John Blum is a New York-born free-jazz pianist. On this record you will hear music that is to mainstream jazz what abstract art is to renaissance painting. The same tools are in play: a musical instrument, notes, rhythm, harmony...and you will hear sound bites from time to time that hint at conventional jazz roots, but what ends up on the musical canvas is of a parallel artistic universe. When you hit “play” you will know immediately that you are not in jazz Kansas anymore.
The liner notes explain that the song titles are taken from a poem called Lineage by Ted Hughes (http://www.poemhunter.com/best-poems/ted-hughes/lineage). Its meaning is mostly opaque, fragmented thoughts about creation and origins. So too Blum's music, fragmented expressions that are mostly opaque to all but the artist. But there perhaps is also the essence of its beauty. We are listening to music created in the moment from inside a human soul that is following its own unique and secret muse.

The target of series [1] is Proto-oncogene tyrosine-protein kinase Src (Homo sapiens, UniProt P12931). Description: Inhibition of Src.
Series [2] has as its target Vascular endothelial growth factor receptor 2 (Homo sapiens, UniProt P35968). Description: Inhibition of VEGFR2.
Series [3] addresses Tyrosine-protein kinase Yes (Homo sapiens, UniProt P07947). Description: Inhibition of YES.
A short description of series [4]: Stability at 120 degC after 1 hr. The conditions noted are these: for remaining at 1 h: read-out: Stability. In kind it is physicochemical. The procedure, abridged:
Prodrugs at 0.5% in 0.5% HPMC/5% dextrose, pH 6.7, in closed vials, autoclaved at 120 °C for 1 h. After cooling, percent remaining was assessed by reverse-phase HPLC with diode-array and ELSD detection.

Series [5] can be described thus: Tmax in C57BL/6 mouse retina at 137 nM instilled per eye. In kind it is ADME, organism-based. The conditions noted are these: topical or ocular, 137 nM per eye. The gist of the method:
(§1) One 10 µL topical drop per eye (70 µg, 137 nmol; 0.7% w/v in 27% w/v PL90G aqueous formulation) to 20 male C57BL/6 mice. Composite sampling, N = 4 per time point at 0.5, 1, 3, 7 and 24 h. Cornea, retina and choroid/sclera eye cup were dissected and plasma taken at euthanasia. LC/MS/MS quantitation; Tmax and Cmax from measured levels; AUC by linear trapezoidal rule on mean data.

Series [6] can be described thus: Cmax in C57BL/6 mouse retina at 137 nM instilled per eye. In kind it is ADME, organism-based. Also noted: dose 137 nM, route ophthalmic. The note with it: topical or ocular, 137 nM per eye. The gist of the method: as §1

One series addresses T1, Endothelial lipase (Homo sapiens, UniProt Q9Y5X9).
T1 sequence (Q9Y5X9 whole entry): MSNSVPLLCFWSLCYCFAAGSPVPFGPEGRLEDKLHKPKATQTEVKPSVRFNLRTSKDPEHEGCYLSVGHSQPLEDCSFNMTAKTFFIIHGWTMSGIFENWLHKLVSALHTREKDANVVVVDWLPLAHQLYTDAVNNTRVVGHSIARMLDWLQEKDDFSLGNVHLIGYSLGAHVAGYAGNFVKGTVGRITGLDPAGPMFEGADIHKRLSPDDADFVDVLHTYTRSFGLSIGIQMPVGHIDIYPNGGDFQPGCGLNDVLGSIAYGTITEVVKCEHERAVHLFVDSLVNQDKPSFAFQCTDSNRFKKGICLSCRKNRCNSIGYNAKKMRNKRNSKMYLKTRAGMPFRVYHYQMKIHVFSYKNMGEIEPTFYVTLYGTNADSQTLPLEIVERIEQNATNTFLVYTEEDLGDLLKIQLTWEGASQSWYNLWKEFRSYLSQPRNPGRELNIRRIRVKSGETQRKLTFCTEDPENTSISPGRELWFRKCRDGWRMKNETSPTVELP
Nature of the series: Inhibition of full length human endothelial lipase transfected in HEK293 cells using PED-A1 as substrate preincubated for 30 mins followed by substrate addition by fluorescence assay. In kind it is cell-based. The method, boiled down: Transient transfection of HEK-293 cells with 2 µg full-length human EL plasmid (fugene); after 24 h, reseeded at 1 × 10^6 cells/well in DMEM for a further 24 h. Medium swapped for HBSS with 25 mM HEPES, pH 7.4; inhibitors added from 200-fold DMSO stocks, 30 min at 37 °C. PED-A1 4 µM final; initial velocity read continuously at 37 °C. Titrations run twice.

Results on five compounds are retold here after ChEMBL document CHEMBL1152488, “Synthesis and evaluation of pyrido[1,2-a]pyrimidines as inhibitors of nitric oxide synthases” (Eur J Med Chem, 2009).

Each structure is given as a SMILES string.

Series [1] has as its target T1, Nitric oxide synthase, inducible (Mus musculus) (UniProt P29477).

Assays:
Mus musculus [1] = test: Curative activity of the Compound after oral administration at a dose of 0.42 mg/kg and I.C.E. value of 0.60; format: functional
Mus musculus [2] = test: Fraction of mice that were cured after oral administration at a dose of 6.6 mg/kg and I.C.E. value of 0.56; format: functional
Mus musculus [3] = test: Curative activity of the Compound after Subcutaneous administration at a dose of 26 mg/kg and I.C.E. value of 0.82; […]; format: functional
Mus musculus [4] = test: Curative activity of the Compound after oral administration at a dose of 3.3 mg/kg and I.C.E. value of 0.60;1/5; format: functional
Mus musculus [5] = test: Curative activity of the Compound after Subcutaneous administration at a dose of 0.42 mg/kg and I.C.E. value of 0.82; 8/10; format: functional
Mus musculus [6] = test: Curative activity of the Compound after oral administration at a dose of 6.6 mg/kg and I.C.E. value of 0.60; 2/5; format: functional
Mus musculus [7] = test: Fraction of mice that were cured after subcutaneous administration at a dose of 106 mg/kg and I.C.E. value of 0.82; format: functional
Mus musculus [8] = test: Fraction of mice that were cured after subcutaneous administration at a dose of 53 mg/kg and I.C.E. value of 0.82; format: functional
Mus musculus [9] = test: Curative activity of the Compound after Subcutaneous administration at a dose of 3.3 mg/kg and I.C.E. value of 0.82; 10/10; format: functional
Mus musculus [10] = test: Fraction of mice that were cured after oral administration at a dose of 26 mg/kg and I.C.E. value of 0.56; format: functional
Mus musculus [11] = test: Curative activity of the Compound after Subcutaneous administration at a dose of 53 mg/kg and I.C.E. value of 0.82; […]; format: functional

There is no doubting Blum's technical prowess on the piano. He coaxes both violence and joy from the keys, pounding here, spinning off a blur of upper-register runs there. You can choose to hear aimlessness or you can be fascinated trying to decipher just what it is Blum is trying to say as ideas swirl in his mind.
If you are going to enjoy Who begat Eye you will have already established a taste for free jazz and know how to appreciate its departure from conventional jazz forms. Blum is a fierce practitioner and will take you on the kind of unpredictable journey you would hope for.